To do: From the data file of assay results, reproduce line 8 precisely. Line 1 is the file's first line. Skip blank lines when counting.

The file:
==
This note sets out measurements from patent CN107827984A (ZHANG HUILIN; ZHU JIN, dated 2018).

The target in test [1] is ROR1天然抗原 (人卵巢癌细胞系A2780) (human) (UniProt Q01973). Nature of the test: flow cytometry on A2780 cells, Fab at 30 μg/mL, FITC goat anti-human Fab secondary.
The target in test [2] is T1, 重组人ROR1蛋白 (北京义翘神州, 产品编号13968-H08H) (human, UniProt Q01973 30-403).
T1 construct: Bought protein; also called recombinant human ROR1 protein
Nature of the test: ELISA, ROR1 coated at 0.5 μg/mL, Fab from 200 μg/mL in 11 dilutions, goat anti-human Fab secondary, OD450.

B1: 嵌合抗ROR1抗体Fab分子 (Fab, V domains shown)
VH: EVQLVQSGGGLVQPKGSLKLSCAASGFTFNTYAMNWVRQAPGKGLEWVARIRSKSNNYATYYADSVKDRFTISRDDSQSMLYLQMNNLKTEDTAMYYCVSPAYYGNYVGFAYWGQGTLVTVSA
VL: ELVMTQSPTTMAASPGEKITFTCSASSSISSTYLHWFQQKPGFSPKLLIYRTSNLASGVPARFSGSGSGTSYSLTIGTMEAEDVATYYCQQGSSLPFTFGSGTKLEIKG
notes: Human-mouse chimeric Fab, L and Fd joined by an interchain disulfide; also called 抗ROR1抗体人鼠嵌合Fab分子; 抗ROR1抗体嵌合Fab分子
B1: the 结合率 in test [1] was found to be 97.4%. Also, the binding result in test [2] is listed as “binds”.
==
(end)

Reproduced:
VL: ELVMTQSPTTMAASPGEKITFTCSASSSISSTYLHWFQQKPGFSPKLLIYRTSNLASGVPARFSGSGSGTSYSLTIGTMEAEDVATYYCQQGSSLPFTFGSGTKLEIKG